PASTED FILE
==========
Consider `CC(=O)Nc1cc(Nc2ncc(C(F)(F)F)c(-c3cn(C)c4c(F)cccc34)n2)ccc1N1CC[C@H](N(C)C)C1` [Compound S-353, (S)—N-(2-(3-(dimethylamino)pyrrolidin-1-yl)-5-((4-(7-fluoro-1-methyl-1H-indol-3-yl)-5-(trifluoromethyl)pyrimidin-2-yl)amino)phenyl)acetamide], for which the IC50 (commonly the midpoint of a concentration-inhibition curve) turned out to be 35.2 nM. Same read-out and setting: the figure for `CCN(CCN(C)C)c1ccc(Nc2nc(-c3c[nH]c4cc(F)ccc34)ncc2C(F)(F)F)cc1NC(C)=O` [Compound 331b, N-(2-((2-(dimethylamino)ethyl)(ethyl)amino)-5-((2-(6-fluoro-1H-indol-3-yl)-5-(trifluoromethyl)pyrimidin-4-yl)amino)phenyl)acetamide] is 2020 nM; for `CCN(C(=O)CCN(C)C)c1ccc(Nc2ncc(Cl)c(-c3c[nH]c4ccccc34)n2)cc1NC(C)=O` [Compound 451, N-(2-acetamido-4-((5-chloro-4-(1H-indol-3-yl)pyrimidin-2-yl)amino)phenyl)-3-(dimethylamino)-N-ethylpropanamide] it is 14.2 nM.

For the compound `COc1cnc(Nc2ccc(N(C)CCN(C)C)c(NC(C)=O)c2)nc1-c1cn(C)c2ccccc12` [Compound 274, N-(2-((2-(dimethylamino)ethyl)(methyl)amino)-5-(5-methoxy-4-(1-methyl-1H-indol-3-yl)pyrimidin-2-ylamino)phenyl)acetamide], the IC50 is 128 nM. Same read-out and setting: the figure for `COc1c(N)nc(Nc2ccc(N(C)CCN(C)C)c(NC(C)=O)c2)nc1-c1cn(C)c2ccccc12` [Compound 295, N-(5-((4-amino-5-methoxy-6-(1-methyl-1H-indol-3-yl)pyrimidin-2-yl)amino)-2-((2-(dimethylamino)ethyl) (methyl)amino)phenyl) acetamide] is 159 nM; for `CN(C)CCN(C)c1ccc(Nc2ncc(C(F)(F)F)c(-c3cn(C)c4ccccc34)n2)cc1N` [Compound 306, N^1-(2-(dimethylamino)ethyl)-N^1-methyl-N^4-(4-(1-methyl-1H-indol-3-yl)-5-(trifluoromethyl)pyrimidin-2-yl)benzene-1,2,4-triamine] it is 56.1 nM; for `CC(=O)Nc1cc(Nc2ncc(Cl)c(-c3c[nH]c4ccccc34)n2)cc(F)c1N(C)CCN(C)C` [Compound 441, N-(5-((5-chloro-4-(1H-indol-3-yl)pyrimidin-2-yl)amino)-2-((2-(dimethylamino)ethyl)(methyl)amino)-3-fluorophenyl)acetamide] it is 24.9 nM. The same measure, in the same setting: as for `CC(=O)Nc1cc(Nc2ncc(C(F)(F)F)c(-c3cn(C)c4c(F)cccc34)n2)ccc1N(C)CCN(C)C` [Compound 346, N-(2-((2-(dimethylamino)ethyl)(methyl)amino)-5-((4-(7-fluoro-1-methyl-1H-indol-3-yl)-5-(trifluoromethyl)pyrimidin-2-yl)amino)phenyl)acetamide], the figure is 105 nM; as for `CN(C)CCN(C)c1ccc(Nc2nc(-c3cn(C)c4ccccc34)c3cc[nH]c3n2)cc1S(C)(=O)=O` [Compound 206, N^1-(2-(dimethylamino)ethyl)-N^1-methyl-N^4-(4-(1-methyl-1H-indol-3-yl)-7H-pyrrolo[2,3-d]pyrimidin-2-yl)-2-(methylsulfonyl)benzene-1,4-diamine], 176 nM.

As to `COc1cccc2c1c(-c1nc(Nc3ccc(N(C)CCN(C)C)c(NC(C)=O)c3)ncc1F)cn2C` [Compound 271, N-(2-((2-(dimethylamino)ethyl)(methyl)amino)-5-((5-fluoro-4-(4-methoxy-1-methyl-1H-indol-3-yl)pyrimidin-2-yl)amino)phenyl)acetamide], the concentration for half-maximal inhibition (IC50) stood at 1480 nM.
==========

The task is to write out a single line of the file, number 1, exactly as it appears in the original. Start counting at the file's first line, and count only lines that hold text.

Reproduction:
Consider `CC(=O)Nc1cc(Nc2ncc(C(F)(F)F)c(-c3cn(C)c4c(F)cccc34)n2)ccc1N1CC[C@H](N(C)C)C1` [Compound S-353, (S)—N-(2-(3-(dimethylamino)pyrrolidin-1-yl)-5-((4-(7-fluoro-1-methyl-1H-indol-3-yl)-5-(trifluoromethyl)pyrimidin-2-yl)amino)phenyl)acetamide], for which the IC50 (commonly the midpoint of a concentration-inhibition curve) turned out to be 35.2 nM. Same read-out and setting: the figure for `CCN(CCN(C)C)c1ccc(Nc2nc(-c3c[nH]c4cc(F)ccc34)ncc2C(F)(F)F)cc1NC(C)=O` [Compound 331b, N-(2-((2-(dimethylamino)ethyl)(ethyl)amino)-5-((2-(6-fluoro-1H-indol-3-yl)-5-(trifluoromethyl)pyrimidin-4-yl)amino)phenyl)acetamide] is 2020 nM; for `CCN(C(=O)CCN(C)C)c1ccc(Nc2ncc(Cl)c(-c3c[nH]c4ccccc34)n2)cc1NC(C)=O` [Compound 451, N-(2-acetamido-4-((5-chloro-4-(1H-indol-3-yl)pyrimidin-2-yl)amino)phenyl)-3-(dimethylamino)-N-ethylpropanamide] it is 14.2 nM.